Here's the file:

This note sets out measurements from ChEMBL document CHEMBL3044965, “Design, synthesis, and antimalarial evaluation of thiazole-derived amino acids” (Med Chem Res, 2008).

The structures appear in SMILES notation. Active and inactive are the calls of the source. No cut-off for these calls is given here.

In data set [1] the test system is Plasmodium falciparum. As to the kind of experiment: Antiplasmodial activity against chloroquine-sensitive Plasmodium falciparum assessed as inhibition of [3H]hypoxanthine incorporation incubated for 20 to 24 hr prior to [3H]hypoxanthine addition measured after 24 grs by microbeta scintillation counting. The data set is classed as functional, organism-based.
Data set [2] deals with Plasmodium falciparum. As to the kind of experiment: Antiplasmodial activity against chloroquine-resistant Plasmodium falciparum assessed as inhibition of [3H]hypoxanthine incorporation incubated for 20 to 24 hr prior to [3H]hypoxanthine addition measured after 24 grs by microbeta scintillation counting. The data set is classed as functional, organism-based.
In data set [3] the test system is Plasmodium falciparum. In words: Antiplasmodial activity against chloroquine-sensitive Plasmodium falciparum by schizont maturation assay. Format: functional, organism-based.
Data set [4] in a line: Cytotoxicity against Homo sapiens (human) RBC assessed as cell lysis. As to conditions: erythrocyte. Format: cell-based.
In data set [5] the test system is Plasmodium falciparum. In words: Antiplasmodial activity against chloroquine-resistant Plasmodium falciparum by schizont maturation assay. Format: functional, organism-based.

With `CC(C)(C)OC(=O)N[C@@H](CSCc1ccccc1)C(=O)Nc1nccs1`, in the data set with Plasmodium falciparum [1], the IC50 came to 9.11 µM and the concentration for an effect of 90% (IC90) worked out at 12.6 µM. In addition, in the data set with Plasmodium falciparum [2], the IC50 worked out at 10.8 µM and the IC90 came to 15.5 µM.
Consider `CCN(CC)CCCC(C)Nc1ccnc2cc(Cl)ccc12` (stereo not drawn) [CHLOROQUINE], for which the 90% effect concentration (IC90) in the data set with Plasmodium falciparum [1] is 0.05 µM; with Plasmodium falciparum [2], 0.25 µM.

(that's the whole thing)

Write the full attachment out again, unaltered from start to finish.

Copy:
This note sets out measurements from ChEMBL document CHEMBL3044965, “Design, synthesis, and antimalarial evaluation of thiazole-derived amino acids” (Med Chem Res, 2008).

The structures appear in SMILES notation. Active and inactive are the calls of the source. No cut-off for these calls is given here.

In data set [1] the test system is Plasmodium falciparum. As to the kind of experiment: Antiplasmodial activity against chloroquine-sensitive Plasmodium falciparum assessed as inhibition of [3H]hypoxanthine incorporation incubated for 20 to 24 hr prior to [3H]hypoxanthine addition measured after 24 grs by microbeta scintillation counting. The data set is classed as functional, organism-based.
Data set [2] deals with Plasmodium falciparum. As to the kind of experiment: Antiplasmodial activity against chloroquine-resistant Plasmodium falciparum assessed as inhibition of [3H]hypoxanthine incorporation incubated for 20 to 24 hr prior to [3H]hypoxanthine addition measured after 24 grs by microbeta scintillation counting. The data set is classed as functional, organism-based.
In data set [3] the test system is Plasmodium falciparum. In words: Antiplasmodial activity against chloroquine-sensitive Plasmodium falciparum by schizont maturation assay. Format: functional, organism-based.
Data set [4] in a line: Cytotoxicity against Homo sapiens (human) RBC assessed as cell lysis. As to conditions: erythrocyte. Format: cell-based.
In data set [5] the test system is Plasmodium falciparum. In words: Antiplasmodial activity against chloroquine-resistant Plasmodium falciparum by schizont maturation assay. Format: functional, organism-based.

With `CC(C)(C)OC(=O)N[C@@H](CSCc1ccccc1)C(=O)Nc1nccs1`, in the data set with Plasmodium falciparum [1], the IC50 came to 9.11 µM and the concentration for an effect of 90% (IC90) worked out at 12.6 µM. In addition, in the data set with Plasmodium falciparum [2], the IC50 worked out at 10.8 µM and the IC90 came to 15.5 µM.
Consider `CCN(CC)CCCC(C)Nc1ccnc2cc(Cl)ccc12` (stereo not drawn) [CHLOROQUINE], for which the 90% effect concentration (IC90) in the data set with Plasmodium falciparum [1] is 0.05 µM; with Plasmodium falciparum [2], 0.25 µM.